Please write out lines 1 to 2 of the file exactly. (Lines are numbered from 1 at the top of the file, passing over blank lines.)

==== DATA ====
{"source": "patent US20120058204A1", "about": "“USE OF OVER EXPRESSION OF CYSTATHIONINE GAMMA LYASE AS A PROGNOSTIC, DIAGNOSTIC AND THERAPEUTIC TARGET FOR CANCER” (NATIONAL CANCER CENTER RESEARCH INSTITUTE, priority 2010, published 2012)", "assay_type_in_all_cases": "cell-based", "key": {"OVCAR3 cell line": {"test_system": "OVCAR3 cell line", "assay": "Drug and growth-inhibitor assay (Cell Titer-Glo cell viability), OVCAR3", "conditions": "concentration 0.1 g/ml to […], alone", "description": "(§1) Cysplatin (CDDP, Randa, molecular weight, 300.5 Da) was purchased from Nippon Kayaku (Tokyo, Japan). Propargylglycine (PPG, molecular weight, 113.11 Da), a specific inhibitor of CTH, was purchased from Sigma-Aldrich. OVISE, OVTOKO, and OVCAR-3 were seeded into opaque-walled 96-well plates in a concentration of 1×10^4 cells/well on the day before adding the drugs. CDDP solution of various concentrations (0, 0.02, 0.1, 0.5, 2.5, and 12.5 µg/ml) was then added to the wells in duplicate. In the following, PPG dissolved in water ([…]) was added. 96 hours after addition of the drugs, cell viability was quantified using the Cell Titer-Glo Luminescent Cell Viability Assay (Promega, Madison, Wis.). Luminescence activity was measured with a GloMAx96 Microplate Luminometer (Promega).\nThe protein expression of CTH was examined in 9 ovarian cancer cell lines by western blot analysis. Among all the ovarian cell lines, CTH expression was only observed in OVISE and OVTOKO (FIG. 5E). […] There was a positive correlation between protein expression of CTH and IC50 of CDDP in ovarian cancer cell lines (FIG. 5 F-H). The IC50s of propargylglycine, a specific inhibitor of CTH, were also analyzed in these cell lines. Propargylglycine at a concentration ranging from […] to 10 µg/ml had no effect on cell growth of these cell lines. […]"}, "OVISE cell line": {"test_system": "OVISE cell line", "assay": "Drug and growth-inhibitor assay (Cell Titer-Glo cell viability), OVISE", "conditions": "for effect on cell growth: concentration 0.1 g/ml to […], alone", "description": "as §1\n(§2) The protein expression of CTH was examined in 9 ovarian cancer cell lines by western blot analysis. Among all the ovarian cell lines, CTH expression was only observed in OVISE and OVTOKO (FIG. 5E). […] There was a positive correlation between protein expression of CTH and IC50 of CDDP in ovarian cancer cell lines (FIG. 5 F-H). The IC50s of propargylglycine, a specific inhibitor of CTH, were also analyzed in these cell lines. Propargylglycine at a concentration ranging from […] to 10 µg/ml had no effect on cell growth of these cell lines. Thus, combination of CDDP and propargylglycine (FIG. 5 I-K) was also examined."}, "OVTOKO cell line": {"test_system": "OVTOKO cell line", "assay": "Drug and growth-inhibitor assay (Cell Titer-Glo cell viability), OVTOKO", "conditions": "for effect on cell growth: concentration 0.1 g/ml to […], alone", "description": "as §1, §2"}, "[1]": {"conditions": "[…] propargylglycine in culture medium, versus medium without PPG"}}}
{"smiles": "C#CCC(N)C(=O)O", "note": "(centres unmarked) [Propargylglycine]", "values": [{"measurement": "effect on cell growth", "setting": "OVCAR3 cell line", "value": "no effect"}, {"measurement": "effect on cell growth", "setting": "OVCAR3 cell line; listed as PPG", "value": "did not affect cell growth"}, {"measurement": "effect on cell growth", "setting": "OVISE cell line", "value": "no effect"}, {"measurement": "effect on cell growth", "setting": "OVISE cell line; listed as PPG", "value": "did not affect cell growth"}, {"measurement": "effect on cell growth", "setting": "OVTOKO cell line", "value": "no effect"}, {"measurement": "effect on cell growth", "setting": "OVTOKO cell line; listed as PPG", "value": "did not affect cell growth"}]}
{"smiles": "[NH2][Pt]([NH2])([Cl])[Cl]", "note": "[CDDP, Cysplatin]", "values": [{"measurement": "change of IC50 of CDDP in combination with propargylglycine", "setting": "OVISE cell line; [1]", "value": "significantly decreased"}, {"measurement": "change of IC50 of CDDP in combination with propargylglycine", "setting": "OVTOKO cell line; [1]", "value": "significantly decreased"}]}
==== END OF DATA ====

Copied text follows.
{"source": "patent US20120058204A1", "about": "“USE OF OVER EXPRESSION OF CYSTATHIONINE GAMMA LYASE AS A PROGNOSTIC, DIAGNOSTIC AND THERAPEUTIC TARGET FOR CANCER” (NATIONAL CANCER CENTER RESEARCH INSTITUTE, priority 2010, published 2012)", "assay_type_in_all_cases": "cell-based", "key": {"OVCAR3 cell line": {"test_system": "OVCAR3 cell line", "assay": "Drug and growth-inhibitor assay (Cell Titer-Glo cell viability), OVCAR3", "conditions": "concentration 0.1 g/ml to […], alone", "description": "(§1) Cysplatin (CDDP, Randa, molecular weight, 300.5 Da) was purchased from Nippon Kayaku (Tokyo, Japan). Propargylglycine (PPG, molecular weight, 113.11 Da), a specific inhibitor of CTH, was purchased from Sigma-Aldrich. OVISE, OVTOKO, and OVCAR-3 were seeded into opaque-walled 96-well plates in a concentration of 1×10^4 cells/well on the day before adding the drugs. CDDP solution of various concentrations (0, 0.02, 0.1, 0.5, 2.5, and 12.5 µg/ml) was then added to the wells in duplicate. In the following, PPG dissolved in water ([…]) was added. 96 hours after addition of the drugs, cell viability was quantified using the Cell Titer-Glo Luminescent Cell Viability Assay (Promega, Madison, Wis.). Luminescence activity was measured with a GloMAx96 Microplate Luminometer (Promega).\nThe protein expression of CTH was examined in 9 ovarian cancer cell lines by western blot analysis. Among all the ovarian cell lines, CTH expression was only observed in OVISE and OVTOKO (FIG. 5E). […] There was a positive correlation between protein expression of CTH and IC50 of CDDP in ovarian cancer cell lines (FIG. 5 F-H). The IC50s of propargylglycine, a specific inhibitor of CTH, were also analyzed in these cell lines. Propargylglycine at a concentration ranging from […] to 10 µg/ml had no effect on cell growth of these cell lines. […]"}, "OVISE cell line": {"test_system": "OVISE cell line", "assay": "Drug and growth-inhibitor assay (Cell Titer-Glo cell viability), OVISE", "conditions": "for effect on cell growth: concentration 0.1 g/ml to […], alone", "description": "as §1\n(§2) The protein expression of CTH was examined in 9 ovarian cancer cell lines by western blot analysis. Among all the ovarian cell lines, CTH expression was only observed in OVISE and OVTOKO (FIG. 5E). […] There was a positive correlation between protein expression of CTH and IC50 of CDDP in ovarian cancer cell lines (FIG. 5 F-H). The IC50s of propargylglycine, a specific inhibitor of CTH, were also analyzed in these cell lines. Propargylglycine at a concentration ranging from […] to 10 µg/ml had no effect on cell growth of these cell lines. Thus, combination of CDDP and propargylglycine (FIG. 5 I-K) was also examined."}, "OVTOKO cell line": {"test_system": "OVTOKO cell line", "assay": "Drug and growth-inhibitor assay (Cell Titer-Glo cell viability), OVTOKO", "conditions": "for effect on cell growth: concentration 0.1 g/ml to […], alone", "description": "as §1, §2"}, "[1]": {"conditions": "[…] propargylglycine in culture medium, versus medium without PPG"}}}
{"smiles": "C#CCC(N)C(=O)O", "note": "(centres unmarked) [Propargylglycine]", "values": [{"measurement": "effect on cell growth", "setting": "OVCAR3 cell line", "value": "no effect"}, {"measurement": "effect on cell growth", "setting": "OVCAR3 cell line; listed as PPG", "value": "did not affect cell growth"}, {"measurement": "effect on cell growth", "setting": "OVISE cell line", "value": "no effect"}, {"measurement": "effect on cell growth", "setting": "OVISE cell line; listed as PPG", "value": "did not affect cell growth"}, {"measurement": "effect on cell growth", "setting": "OVTOKO cell line", "value": "no effect"}, {"measurement": "effect on cell growth", "setting": "OVTOKO cell line; listed as PPG", "value": "did not affect cell growth"}]}